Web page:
15. The other questions in the poll looked at spending and the renewal of Trident. The Guardian’s report says that more than two-thirds of respondents wanted to see the government cut spending, and only 42% of people wanted to see Trident renewed.

    If memory serves me well, back in the ‘Eighties polls suggested only 28% of the population wanted to keep Northern Ireland as part of the UK. And the constitutional status of Northern Ireland is…?

    Trident+ is the only solution on offer. When backs are to the wall people will understand this.

  16. This is a good poll for the Tories. Over the last month, Labour have had a reasonable press (certainly by recent standards). Tory spending plans have been under more scrutiny, as has Andy Coulson. There have been no horror stories about the economy. Even Mandelson has been off our screens. And yet their share of the vote remains unchanged while the Tories gain two points.

  17. Fluffy thoughts. Your logic is flawed. Trident and its successor make sense only as a “we’ll all go down together” if deterrence fails, or as a means of projecting power. The threats to our way of life today come from non-state agents or from states that do not have nuclear weapons. There is no particular reason why we should not be part of the US nuclear umbrella as is the rest of Nato. The sole exception – France – has gained nothing from being an independent nuclear power except an unwarranted place on the UN Security Council and this will be lost once the EU secures a place.

  18. It would appear that the polls are gradually returning to the position before the MP expenses affair, but Labour have not recovered as much as Tories relative to levels seen in first quarter.

    This weekend, it will be three months since Labour last scored 30% in any poll. Since the first Brown bounce collapsed in autumn 2008, Labour have only improved on their 2005 GE score (36%) in 3 polls, the last of which was on 16/11/08 (37%). The average over last 10 polls is only 24%, and over last 20 it is 23.05%. Next week, on the day of the Norwich North by-election, it will be exactly 18 months since Labour last led – by 1% at 38%/37% – in a single poll.

    Conversely, apart from the ComRes poll on 31 May this year (30/22/18), and the Harris poll on 16 June (35/20/16), Conservatives have been at or above the 36% with which Labour won in 2005 consistently since October 2007, and for most of that period have been above 40%. So far this year 17 polls have shown Cons below 40% compared to 44 at 40% or more, of which 7 at 45% or more.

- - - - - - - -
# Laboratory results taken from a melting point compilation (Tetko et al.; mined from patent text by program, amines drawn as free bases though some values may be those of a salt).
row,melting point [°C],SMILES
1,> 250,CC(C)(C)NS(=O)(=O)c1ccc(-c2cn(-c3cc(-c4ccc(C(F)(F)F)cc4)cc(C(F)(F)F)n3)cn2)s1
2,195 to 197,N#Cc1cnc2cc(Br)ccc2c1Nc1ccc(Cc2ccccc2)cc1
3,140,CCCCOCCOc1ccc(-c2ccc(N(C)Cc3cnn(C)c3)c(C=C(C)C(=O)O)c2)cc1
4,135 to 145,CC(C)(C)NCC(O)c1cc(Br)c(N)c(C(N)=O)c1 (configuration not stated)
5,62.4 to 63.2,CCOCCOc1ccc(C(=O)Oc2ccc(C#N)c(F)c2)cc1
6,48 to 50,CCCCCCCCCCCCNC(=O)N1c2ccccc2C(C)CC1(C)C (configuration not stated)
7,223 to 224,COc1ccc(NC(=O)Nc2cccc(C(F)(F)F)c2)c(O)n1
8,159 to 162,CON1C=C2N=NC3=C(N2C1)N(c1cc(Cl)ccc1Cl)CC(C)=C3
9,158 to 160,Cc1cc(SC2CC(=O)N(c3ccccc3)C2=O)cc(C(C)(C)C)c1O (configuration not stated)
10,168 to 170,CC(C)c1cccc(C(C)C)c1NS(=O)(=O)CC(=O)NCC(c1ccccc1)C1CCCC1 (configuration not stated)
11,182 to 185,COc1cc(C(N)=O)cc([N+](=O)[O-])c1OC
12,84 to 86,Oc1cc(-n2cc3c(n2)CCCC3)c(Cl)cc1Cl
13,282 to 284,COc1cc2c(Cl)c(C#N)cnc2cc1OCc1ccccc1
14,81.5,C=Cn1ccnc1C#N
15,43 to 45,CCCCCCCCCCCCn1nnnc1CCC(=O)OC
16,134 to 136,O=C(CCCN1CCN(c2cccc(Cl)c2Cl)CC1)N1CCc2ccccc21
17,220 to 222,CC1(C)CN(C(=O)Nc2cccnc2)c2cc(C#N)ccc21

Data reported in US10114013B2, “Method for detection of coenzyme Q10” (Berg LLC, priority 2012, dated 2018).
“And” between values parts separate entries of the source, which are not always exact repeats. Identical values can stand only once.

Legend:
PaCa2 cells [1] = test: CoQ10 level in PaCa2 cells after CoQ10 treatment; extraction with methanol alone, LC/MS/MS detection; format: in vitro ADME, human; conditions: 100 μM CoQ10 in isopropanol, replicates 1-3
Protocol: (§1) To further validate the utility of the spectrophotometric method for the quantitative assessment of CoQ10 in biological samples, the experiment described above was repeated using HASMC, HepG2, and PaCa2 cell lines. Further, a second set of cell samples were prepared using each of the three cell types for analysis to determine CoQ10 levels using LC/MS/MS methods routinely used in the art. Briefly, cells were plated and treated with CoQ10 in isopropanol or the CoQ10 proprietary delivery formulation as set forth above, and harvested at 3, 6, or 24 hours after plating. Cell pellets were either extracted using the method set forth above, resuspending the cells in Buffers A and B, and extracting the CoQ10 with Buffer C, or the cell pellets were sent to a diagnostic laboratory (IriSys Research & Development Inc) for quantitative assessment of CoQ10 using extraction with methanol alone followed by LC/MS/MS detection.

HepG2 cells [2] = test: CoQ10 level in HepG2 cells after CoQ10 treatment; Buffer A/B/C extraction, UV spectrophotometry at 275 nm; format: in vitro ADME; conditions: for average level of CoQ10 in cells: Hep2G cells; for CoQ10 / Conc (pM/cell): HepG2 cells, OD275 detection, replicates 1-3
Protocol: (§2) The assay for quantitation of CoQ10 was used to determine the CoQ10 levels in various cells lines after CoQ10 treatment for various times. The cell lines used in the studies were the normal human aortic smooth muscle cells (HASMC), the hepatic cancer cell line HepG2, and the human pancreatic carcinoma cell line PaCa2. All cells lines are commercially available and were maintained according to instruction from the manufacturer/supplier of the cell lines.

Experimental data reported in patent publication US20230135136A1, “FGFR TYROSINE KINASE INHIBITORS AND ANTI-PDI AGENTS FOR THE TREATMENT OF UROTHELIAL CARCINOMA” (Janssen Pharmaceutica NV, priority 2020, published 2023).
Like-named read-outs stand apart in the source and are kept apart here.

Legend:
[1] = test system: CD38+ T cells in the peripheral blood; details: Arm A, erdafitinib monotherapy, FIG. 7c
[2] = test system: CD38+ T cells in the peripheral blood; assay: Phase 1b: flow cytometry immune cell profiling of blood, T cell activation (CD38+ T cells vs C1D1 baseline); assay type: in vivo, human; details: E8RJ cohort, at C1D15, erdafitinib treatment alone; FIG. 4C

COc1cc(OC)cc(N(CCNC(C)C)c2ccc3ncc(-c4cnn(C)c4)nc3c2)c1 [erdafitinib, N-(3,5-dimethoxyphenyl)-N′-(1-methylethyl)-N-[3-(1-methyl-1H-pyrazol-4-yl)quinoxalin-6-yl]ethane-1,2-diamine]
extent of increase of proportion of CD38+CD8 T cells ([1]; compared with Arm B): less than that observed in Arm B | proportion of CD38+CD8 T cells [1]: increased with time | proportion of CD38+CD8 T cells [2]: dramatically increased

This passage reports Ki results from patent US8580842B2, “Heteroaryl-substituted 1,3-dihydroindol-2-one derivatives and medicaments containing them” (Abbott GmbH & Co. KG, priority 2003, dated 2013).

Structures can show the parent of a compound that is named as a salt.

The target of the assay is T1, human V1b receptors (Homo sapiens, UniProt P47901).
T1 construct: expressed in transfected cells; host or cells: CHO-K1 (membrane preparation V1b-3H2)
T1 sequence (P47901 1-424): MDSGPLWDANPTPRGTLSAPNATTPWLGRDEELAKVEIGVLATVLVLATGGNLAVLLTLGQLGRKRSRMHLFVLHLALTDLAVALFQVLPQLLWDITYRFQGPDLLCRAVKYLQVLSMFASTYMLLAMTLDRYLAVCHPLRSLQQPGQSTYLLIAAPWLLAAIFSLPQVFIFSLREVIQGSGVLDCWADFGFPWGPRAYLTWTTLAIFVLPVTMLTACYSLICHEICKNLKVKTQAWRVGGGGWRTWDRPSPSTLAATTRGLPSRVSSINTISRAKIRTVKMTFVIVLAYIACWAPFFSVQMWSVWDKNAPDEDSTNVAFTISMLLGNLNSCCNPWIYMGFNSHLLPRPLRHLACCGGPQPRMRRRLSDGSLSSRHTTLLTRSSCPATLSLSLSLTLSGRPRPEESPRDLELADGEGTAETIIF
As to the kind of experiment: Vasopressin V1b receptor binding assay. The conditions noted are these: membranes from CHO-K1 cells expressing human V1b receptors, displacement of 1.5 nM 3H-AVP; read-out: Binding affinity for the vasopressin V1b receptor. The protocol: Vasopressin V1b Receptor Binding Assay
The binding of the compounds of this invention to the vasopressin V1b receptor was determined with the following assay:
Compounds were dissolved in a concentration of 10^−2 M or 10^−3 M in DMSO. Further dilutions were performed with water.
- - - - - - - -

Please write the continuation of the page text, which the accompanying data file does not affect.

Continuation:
Only four polls this year (including that ComRs poll on 31 May) have shown the Con lead over Lab in single figures, compared to 5 with a lead of 20% or more. The average lead in the last 10 polls is 14.5%, and over the last 20 it is 14.1%. (The 10 before that had an average of 17.5%, but the 10 before those had an average of 13.2%).

    For the LDs, while they had been in the mid-low teens in December / January, they appear to have settled at +/- 20%. This is below their actual result in 2005, but at a level which suggests that they could achieve 22-23% when the GE is eventually called.

    We may yet see a last hurrah from the government, but it would seem that Labour are going to struggle to reach close to 30% at the next election, and may well drift back to low 20s. We could therefore see a close battle between Lab and LDs in terms of share of vote – but Lab would have to do significantly worse and LDs significantly better for the parties to get even close in terms of seats won.

    Given the above, it is not surprising that the city and civil service, not to mention the general public, are all assuming that there will be a change of government within a year.

  19. @Graham – apologies Graham but the poll you are talking about was likely a rogue (compare it to the poll averages for the period) and the starting place for labour is not actually that different than it is today.

    Good result for Con’s and Lib Dems – 3rd place for Labour is getting closer :-)

  20. @Paul H-J – Good post

  21. That Cameron will be PM in less than a year is now considered a done deal by almost everyone. The real question is how badly will Labour lose. The Weighted Moving Average is 39:25:19 so Labour support is holding firm but as noted previously I think that “Other” is more likely to swing to C than L.

    Also there will be further ministerial resignations in the coming months (how many have resigned this year – 8,9? I’ve lost count) and morale in the Labour party is rock bottom. The 0% debacle is hurting badly and Darling is concluding, rightly, that he has to get a grip because no-one else is.

  22. Good post Leslie.

    Trident is argued for mainly as it helps some people pretend that we are still a major player in world events (like, that’s why we are in Afghanistan). The money wasted on Trident can be much better spent elsewhere; pensions, fuel poverty, jobs, lowering national debt…

  23. @Jack

    “The money wasted on Trident can be much better spent elsewhere; pensions, fuel poverty, jobs, lowering national debt.”